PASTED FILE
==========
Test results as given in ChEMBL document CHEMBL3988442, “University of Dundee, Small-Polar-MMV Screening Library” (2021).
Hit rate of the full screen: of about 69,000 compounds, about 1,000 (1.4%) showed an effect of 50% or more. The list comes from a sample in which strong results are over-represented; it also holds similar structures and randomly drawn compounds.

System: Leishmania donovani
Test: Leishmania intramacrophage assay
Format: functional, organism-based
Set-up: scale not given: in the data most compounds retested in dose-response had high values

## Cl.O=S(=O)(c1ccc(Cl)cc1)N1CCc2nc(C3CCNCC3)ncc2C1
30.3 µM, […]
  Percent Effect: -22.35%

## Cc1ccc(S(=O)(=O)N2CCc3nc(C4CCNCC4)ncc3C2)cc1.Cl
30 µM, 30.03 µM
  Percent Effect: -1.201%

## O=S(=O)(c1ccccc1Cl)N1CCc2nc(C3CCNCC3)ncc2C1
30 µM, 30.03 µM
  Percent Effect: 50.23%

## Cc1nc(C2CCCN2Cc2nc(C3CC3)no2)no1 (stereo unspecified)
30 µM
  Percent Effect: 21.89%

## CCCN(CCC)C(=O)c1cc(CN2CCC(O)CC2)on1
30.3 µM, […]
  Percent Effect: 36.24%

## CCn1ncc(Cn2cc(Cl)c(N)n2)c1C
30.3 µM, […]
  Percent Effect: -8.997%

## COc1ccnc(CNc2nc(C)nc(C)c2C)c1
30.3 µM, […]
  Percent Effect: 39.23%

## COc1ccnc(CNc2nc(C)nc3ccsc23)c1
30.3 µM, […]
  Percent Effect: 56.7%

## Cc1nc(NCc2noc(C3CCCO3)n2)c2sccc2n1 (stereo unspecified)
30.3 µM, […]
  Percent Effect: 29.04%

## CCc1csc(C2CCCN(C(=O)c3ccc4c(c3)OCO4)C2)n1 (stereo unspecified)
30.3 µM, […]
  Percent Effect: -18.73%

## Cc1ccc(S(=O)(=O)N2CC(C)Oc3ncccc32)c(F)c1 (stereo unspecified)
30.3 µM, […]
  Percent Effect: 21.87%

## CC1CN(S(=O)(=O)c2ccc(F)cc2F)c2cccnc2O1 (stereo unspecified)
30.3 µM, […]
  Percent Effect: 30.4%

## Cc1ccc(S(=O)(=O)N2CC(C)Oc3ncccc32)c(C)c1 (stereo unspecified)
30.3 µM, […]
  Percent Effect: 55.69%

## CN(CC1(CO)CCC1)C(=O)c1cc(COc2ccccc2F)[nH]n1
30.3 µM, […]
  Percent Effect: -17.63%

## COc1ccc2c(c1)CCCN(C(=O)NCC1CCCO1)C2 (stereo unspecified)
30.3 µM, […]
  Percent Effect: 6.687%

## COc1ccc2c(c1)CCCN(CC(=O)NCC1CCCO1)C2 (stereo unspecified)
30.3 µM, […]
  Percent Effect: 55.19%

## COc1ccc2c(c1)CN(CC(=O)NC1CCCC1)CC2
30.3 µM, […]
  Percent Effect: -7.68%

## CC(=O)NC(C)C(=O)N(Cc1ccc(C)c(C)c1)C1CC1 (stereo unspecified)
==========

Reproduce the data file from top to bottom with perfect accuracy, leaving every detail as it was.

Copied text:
Test results as given in ChEMBL document CHEMBL3988442, “University of Dundee, Small-Polar-MMV Screening Library” (2021).
Hit rate of the full screen: of about 69,000 compounds, about 1,000 (1.4%) showed an effect of 50% or more. The list comes from a sample in which strong results are over-represented; it also holds similar structures and randomly drawn compounds.

System: Leishmania donovani
Test: Leishmania intramacrophage assay
Format: functional, organism-based
Set-up: scale not given: in the data most compounds retested in dose-response had high values

## Cl.O=S(=O)(c1ccc(Cl)cc1)N1CCc2nc(C3CCNCC3)ncc2C1
30.3 µM, […]
  Percent Effect: -22.35%

## Cc1ccc(S(=O)(=O)N2CCc3nc(C4CCNCC4)ncc3C2)cc1.Cl
30 µM, 30.03 µM
  Percent Effect: -1.201%

## O=S(=O)(c1ccccc1Cl)N1CCc2nc(C3CCNCC3)ncc2C1
30 µM, 30.03 µM
  Percent Effect: 50.23%

## Cc1nc(C2CCCN2Cc2nc(C3CC3)no2)no1 (stereo unspecified)
30 µM
  Percent Effect: 21.89%

## CCCN(CCC)C(=O)c1cc(CN2CCC(O)CC2)on1
30.3 µM, […]
  Percent Effect: 36.24%

## CCn1ncc(Cn2cc(Cl)c(N)n2)c1C
30.3 µM, […]
  Percent Effect: -8.997%

## COc1ccnc(CNc2nc(C)nc(C)c2C)c1
30.3 µM, […]
  Percent Effect: 39.23%

## COc1ccnc(CNc2nc(C)nc3ccsc23)c1
30.3 µM, […]
  Percent Effect: 56.7%

## Cc1nc(NCc2noc(C3CCCO3)n2)c2sccc2n1 (stereo unspecified)
30.3 µM, […]
  Percent Effect: 29.04%

## CCc1csc(C2CCCN(C(=O)c3ccc4c(c3)OCO4)C2)n1 (stereo unspecified)
30.3 µM, […]
  Percent Effect: -18.73%

## Cc1ccc(S(=O)(=O)N2CC(C)Oc3ncccc32)c(F)c1 (stereo unspecified)
30.3 µM, […]
  Percent Effect: 21.87%

## CC1CN(S(=O)(=O)c2ccc(F)cc2F)c2cccnc2O1 (stereo unspecified)
30.3 µM, […]
  Percent Effect: 30.4%

## Cc1ccc(S(=O)(=O)N2CC(C)Oc3ncccc32)c(C)c1 (stereo unspecified)
30.3 µM, […]
  Percent Effect: 55.69%

## CN(CC1(CO)CCC1)C(=O)c1cc(COc2ccccc2F)[nH]n1
30.3 µM, […]
  Percent Effect: -17.63%

## COc1ccc2c(c1)CCCN(C(=O)NCC1CCCO1)C2 (stereo unspecified)
30.3 µM, […]
  Percent Effect: 6.687%

## COc1ccc2c(c1)CCCN(CC(=O)NCC1CCCO1)C2 (stereo unspecified)
30.3 µM, […]
  Percent Effect: 55.19%

## COc1ccc2c(c1)CN(CC(=O)NC1CCCC1)CC2
30.3 µM, […]
  Percent Effect: -7.68%

## CC(=O)NC(C)C(=O)N(Cc1ccc(C)c(C)c1)C1CC1 (stereo unspecified)